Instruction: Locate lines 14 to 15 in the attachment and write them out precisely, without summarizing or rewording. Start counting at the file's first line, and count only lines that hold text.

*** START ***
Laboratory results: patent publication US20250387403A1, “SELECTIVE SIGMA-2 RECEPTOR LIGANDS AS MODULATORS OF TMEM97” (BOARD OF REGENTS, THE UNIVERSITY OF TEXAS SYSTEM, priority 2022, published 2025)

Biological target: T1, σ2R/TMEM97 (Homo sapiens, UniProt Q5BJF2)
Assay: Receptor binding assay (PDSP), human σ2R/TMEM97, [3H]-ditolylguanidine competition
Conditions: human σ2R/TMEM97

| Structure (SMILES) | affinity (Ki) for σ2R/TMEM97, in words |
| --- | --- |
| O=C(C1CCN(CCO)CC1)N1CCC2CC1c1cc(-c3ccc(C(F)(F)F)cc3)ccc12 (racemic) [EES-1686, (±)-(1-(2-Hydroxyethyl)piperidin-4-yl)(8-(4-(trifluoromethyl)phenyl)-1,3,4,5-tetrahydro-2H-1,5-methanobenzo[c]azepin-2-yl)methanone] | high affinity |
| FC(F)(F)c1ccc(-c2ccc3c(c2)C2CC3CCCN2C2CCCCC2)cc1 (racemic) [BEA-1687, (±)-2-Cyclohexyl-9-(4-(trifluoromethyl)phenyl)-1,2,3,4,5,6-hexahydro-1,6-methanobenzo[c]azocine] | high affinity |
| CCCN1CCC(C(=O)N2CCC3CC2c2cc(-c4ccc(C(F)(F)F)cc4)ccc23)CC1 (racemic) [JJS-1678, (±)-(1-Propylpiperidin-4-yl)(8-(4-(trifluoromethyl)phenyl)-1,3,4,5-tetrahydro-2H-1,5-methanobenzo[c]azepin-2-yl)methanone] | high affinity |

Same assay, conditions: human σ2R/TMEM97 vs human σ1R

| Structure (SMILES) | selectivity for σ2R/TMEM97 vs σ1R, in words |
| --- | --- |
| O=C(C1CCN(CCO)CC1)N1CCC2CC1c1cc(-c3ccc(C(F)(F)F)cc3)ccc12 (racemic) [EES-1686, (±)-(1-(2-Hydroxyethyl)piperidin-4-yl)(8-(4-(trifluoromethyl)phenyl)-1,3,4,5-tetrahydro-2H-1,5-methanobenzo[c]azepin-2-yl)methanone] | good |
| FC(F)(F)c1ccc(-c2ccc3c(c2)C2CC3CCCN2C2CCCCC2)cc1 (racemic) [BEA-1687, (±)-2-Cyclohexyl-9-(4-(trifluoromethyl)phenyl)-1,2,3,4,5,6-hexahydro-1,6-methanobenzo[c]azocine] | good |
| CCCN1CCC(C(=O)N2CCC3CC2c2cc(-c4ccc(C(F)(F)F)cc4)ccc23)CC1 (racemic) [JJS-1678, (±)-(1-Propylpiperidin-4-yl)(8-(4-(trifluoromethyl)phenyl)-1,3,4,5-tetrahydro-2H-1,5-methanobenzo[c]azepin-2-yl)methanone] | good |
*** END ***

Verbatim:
| FC(F)(F)c1ccc(-c2ccc3c(c2)C2CC3CCCN2C2CCCCC2)cc1 (racemic) [BEA-1687, (±)-2-Cyclohexyl-9-(4-(trifluoromethyl)phenyl)-1,2,3,4,5,6-hexahydro-1,6-methanobenzo[c]azocine] | good |
| CCCN1CCC(C(=O)N2CCC3CC2c2cc(-c4ccc(C(F)(F)F)cc4)ccc23)CC1 (racemic) [JJS-1678, (±)-(1-Propylpiperidin-4-yl)(8-(4-(trifluoromethyl)phenyl)-1,3,4,5-tetrahydro-2H-1,5-methanobenzo[c]azepin-2-yl)methanone] | good |